Meanwhile Sabrina’s estranged father lurks in the background, ready to reappear, which only adds to her problems. Every night on the road she risks discovery. Every night she goes out as Bonnie Charlie she might never return, or be caught and hanged.

    Given that this is a historical romance, it’s not too hard to guess whether this book has a happy ending. And given it was published in 1975, it perhaps won’t fit entirely with modern sensibilities. However, it was a rip-roaring success, selling over a million copies, and was the first of the Dominick trilogy.

    McBain also wrote other historical novels including Tears of Gold and Wild Bells to The Wild Sky. In Tears of Gold she mined the history of her native state of California, San Francisco, and the Gold Rush period (which ran from 1848 to 1855). Wild Bells covers a longer period of time and includes privateers, castaways, gypsies, Elizabethan England, spies, treason and treachery.

    Laurie McBain - Wild Bells To The Wild Sky

    Her final novel was When The Spendor Falls, a sweeping story set against the backdrop of the American Civil War and the devastating impact on two families. It was published in 1985. Two other previous novels continued the story of the Dominick family into the next generation.

    And then it was over…

    But then, seven bestselling books in, it was over. Laurie McBain vanished from the publishing industry.

    Common mythology (and Wikipedia) says she retired after her father died. He had helped and encouraged her from the time of her first novel, Devil’s Desire.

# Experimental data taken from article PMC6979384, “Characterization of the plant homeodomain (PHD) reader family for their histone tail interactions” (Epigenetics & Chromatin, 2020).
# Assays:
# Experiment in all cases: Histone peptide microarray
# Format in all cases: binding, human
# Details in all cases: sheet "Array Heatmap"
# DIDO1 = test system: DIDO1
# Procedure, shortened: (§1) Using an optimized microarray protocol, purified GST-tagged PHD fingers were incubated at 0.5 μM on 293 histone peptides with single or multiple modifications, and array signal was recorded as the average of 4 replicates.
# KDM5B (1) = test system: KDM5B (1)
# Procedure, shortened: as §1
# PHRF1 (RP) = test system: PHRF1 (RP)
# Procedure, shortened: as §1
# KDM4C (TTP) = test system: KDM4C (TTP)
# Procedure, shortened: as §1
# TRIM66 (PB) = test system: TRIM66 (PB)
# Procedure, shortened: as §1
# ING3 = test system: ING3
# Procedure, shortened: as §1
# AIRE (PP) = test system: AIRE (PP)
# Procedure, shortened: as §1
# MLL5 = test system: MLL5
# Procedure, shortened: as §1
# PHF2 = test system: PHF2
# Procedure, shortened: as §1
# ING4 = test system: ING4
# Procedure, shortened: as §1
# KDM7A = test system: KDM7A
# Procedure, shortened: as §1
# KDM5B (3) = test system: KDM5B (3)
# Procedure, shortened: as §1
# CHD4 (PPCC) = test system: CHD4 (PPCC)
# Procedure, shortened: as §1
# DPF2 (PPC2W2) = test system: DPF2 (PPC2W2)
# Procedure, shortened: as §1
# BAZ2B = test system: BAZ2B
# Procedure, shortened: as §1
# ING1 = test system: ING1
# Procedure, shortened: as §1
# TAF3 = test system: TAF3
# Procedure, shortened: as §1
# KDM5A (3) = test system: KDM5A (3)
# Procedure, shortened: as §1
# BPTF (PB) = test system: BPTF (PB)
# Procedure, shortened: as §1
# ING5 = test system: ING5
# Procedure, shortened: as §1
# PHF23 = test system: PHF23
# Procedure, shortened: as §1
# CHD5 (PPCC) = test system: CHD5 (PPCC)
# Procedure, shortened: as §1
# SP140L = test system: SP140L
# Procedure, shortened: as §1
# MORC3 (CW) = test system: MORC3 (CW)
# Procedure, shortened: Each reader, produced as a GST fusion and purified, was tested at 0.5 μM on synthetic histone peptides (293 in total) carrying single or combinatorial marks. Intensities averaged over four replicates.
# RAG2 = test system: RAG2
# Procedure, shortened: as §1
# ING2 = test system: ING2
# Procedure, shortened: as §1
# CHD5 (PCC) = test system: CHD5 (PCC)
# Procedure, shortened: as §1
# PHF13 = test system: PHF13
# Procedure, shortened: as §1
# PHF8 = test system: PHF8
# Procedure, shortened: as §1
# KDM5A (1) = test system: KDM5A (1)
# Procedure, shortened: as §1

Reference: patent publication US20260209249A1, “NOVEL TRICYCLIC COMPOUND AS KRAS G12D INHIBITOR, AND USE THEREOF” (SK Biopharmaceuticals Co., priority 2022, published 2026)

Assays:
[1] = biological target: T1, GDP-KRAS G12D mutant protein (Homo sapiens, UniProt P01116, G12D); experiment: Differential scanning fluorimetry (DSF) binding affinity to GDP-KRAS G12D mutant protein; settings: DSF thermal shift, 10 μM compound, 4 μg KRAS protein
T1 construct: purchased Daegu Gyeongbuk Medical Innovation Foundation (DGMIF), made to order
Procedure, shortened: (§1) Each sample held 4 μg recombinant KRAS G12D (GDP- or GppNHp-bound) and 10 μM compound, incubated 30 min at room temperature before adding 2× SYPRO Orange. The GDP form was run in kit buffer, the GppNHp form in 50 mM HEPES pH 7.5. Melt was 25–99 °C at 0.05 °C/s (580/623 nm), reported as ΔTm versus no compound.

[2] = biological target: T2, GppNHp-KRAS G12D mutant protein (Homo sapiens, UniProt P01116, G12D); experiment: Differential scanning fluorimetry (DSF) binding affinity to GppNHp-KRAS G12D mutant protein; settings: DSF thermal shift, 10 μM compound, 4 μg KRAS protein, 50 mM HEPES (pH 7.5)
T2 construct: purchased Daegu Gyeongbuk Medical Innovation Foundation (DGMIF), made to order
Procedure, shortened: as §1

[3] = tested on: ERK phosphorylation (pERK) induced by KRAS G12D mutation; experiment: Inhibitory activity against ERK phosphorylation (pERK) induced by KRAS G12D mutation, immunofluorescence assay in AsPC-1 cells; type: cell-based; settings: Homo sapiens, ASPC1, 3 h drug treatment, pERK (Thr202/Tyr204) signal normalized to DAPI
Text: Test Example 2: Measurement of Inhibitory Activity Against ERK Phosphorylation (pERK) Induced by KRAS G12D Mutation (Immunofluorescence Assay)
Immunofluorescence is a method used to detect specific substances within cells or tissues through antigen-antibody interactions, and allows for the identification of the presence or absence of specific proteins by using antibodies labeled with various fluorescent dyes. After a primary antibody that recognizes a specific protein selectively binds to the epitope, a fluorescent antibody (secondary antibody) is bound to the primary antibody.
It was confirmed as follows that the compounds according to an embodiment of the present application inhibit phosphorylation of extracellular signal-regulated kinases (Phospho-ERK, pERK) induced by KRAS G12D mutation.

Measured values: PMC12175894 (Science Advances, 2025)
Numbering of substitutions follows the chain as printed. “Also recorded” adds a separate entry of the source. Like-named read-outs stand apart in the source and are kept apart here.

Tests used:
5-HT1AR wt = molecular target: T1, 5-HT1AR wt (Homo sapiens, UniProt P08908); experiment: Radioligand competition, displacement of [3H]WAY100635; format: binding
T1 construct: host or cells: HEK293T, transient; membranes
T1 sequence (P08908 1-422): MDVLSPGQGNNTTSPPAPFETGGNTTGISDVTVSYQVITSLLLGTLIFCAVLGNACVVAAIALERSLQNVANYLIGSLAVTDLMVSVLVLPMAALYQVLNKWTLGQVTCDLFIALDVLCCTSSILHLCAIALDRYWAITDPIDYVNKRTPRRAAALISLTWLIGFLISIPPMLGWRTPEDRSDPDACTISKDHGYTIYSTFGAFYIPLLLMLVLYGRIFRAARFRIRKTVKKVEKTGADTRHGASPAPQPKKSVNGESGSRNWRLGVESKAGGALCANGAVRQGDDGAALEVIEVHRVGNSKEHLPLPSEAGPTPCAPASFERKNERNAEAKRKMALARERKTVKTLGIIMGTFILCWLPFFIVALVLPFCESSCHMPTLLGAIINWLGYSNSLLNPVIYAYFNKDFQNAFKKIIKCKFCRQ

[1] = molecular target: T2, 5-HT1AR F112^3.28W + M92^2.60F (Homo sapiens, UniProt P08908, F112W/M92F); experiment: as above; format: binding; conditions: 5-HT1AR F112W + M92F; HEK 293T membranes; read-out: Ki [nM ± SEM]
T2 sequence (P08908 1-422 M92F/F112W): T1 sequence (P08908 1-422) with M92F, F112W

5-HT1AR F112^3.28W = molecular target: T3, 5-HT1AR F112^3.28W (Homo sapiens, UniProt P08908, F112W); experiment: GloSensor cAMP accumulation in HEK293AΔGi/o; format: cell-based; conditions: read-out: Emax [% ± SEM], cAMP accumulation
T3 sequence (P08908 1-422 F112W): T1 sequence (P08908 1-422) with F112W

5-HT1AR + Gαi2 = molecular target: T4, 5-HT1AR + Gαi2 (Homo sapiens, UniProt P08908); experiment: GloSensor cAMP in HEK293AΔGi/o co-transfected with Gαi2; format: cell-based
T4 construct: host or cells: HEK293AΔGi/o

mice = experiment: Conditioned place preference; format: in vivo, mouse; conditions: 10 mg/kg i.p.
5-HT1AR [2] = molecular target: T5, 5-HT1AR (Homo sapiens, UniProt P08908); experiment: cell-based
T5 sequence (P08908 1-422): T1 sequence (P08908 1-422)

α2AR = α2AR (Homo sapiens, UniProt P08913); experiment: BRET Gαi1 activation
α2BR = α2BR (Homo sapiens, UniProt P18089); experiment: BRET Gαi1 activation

However, this is not true.

    Old cuttings posted by Rob Imes on the internet, including Twitter/X, show that she was working on another book, set in medieval England. One cutting mentions a reader receiving a letter from Laurie McBain saying the book was complete and delivered to Bantam. Though it didn’t yet have a title, the likely publication date was either 1992 or 1993. I contacted her former editor who confirmed she was Laurie McBain’s editor at Bantam. She was unable to tell me anything else.

    There was a later reference in the Romantic Times to a novel that McBain was finishing – this was in 1995. It’s not clear if it’s the same one or a ninth novel.

    Where is the eighth novel?!

    So, what happened to the eighth novel? And is there a ninth? For such a successful author to suddenly disappear is odd. But there were changes in the industry in the 1990s. My next author post will likely be about SF/F/H author Tanith Lee. Lee found it increasingly difficult in the 1990s to get her manuscripts or pitches accepted by publishers she’d worked with in the past.